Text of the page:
To read the full article, "Do You Facebook or Twitter? Survey Report Findings," access AdoptUSKids' February 2011 Monday Morning Memo here:

    [Editor's note: This link is no longer available.]

    A comprehensive webpage on the Child Welfare Information Gateway website reviews the different types of social media often used for adoption recruitment and points out the many ways that the Children's Bureau and AdoptUSKids have put social media to work to reach workers and families. Visit the webpage to learn more:

  • New Resources for Workers and LGBT Families

    New Resources for Workers and LGBT Families

    A number of T&TA Network members have developed or added resources to help child welfare workers support lesbian, gay, bisexual, and transgender (LGBT) families, including prospective foster and adoptive families. The following are some examples of those resources.

    The National Resource Center for Recruitment and Retention of Foster and Adoptive Parents (AdoptUSKids) has posted new resources for LGBT foster and adoptive families and the child welfare practitioners who work with them:

    • Improving Recruitment Outcomes: 11 Things a Practitioner Can Do discusses what you need to know and how to respond for successful recruitment of LGBT parents.
    • Recruiting and Retaining LGBT Foster, Adoptive, and Kinship Families: Sending a Welcoming Message offers specific suggestions of welcoming, inclusive language to use as you work with LGBT prospective parents.
    • A three-part series of tip sheets, Talking with Experts on Engaging LGBT Families, explores such topics as creating a welcoming environment and building agency competency.
    • Barriers and Success Factors in Adoption from Foster Care: Perspectives of Lesbian and Gay Families reports the experiences and recommendations from interviews with 10 lesbian and gay families.

    The publications can be downloaded for free in PDF or ordered in hard copies on the AdoptUSKids website:

    The National Resource Center for Permanency and Family Connections offers a full webpage of resources for LGBT parents and prospective parents and for the child welfare professionals who work with them. Resources include items from the States and legislation:

    Child Welfare Information Gateway
    recently published two new items related to LGBT families. Both can be downloaded for free on the Information Gateway website:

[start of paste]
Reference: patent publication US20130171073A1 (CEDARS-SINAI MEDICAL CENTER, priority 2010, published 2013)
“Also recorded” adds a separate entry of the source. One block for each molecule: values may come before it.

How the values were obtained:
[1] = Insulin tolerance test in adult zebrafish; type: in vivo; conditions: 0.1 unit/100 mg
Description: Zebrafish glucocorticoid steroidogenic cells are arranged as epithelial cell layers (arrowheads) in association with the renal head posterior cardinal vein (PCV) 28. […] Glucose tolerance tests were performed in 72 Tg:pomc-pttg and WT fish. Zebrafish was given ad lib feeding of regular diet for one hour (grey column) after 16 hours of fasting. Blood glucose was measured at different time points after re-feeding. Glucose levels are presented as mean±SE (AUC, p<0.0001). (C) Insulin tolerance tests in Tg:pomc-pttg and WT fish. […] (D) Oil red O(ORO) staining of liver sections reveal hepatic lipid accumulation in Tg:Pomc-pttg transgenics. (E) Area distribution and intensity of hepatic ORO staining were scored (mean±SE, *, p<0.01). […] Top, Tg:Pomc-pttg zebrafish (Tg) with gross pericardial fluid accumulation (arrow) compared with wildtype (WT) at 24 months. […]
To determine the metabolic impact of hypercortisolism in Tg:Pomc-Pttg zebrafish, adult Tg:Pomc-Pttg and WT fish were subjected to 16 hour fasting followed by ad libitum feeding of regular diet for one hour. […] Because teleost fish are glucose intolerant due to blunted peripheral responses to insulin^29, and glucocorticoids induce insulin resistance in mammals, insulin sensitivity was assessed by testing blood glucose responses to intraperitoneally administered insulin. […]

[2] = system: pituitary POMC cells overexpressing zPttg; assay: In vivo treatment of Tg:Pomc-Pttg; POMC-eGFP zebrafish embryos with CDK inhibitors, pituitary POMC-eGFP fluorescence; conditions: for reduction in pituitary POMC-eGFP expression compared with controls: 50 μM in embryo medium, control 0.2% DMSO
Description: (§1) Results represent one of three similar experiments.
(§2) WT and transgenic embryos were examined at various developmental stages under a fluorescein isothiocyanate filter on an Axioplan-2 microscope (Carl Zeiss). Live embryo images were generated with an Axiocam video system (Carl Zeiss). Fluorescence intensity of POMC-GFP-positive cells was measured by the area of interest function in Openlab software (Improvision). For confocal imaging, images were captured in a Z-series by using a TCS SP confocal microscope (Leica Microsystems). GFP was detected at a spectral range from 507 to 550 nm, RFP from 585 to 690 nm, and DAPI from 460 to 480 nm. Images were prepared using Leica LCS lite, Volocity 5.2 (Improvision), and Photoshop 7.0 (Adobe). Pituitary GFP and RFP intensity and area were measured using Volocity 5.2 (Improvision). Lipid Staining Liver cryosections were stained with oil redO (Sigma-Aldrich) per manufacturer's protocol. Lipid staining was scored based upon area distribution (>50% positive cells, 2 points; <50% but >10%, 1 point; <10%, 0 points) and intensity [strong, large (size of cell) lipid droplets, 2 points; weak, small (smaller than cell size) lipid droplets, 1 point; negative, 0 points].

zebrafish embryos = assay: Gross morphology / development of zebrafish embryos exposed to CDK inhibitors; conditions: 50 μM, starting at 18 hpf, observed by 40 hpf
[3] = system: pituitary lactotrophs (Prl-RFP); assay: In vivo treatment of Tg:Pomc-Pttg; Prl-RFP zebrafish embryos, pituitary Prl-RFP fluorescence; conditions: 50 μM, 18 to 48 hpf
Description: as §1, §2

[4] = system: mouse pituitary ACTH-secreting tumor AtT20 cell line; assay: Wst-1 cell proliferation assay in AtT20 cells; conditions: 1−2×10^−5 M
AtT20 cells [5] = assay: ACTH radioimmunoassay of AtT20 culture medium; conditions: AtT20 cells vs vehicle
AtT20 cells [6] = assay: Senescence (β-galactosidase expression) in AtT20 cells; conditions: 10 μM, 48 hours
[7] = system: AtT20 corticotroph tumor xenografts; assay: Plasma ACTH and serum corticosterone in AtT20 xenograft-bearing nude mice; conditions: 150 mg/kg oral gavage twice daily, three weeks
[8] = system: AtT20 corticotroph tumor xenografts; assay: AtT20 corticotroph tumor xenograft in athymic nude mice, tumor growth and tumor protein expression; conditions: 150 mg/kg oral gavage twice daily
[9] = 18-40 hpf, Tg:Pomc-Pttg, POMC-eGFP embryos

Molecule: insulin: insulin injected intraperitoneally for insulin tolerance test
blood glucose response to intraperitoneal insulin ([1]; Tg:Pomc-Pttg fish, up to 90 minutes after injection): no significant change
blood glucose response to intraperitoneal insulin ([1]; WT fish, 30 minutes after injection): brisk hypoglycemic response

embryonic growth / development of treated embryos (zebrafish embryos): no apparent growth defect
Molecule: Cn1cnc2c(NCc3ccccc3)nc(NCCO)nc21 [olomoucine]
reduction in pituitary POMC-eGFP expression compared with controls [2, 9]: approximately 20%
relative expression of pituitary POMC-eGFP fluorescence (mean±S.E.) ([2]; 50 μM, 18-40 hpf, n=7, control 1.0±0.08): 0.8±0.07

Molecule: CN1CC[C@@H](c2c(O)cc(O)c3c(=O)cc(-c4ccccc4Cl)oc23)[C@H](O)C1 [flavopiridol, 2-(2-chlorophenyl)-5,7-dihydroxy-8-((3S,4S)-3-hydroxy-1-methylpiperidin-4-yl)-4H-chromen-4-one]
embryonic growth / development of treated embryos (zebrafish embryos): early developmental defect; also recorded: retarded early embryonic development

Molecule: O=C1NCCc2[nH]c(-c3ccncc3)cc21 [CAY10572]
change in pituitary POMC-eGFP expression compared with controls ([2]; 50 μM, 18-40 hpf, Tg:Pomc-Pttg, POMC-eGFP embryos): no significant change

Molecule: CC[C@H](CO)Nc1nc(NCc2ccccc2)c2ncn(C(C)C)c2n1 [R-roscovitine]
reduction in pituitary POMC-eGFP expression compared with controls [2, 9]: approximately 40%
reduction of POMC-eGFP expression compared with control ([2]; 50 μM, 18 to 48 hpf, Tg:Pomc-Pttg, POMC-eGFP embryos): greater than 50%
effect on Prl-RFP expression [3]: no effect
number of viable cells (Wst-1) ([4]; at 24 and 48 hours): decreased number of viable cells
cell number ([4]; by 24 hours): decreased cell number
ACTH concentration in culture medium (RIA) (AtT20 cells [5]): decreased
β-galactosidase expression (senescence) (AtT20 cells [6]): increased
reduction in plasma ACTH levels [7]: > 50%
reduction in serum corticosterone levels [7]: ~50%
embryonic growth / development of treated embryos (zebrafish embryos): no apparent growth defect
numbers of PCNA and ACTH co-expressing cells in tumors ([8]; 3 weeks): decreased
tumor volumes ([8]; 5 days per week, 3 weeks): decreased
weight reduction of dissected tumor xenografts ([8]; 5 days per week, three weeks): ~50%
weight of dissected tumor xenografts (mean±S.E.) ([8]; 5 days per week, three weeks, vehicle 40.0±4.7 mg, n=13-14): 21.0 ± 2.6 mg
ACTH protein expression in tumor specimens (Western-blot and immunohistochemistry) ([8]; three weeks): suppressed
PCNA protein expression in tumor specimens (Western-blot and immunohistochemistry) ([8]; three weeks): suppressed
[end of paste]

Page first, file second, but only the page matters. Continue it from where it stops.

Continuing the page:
Child Welfare Research

Child Welfare News reports on new publications dealing with adoption trends, differential response, and comparisons of kinship and foster care.

  • Trends in Adoption From Foster Care

    Trends in Adoption From Foster Care

    The impact of Federal legislation on the number of children in foster care awaiting adoption is the focus of a new issue brief from Fostering Connections, Number of Children Adopted From Foster Care Increases in 2009. In this brief, authors Kerry DeVooght, Karin Malm, Sharon Vandivere, and Marci McCoy-Roth use data from the Children's Bureau's Adoption and Foster Care Analysis and Reporting System (AFCARS) to examine trends in adoptions from foster care following the passage of two significant pieces of child welfare legislation, the Adoption and Safe Families Act of 1997 (ASFA) and the Fostering Connections to Success and Increasing Adoptions Act of 2008.

    ASFA was enacted in response to growing concerns about the length of time children were waiting in foster care for permanent families. Reforms included new judicial time limits to manage decision-making on foster care cases and move children to permanency in a more timely manner. ASFA also created the Adoption Incentive Program to reward States for increasing the number of children adopted from foster care. In particular, since the passage of ASFA:

    • The number of children adopted through the public foster care system each year has risen sharply, reaching a high of 57,000 in 2009.
    • The number of children waiting to be adopted peaked at 135,000 in 2006 and declined to nearly 115,000 in 2009.